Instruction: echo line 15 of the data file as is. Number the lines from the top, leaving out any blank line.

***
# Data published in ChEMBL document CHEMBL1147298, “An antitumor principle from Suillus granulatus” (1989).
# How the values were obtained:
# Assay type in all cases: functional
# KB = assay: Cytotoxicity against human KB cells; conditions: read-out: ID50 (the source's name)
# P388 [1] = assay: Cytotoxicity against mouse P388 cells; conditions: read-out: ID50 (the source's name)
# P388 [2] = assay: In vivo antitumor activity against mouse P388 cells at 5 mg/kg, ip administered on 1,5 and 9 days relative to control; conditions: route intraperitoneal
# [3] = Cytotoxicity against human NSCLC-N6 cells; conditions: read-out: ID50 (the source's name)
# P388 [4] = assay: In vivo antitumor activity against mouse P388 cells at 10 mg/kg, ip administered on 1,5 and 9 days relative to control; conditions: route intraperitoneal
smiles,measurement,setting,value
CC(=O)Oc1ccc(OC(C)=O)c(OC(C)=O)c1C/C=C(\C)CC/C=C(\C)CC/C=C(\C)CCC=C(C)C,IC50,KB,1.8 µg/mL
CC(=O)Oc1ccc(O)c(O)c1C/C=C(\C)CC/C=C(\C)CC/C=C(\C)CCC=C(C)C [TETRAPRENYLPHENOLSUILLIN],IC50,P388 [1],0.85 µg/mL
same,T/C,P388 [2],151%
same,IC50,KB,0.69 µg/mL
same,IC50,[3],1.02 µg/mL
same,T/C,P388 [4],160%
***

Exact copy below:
same,T/C,P388 [4],160%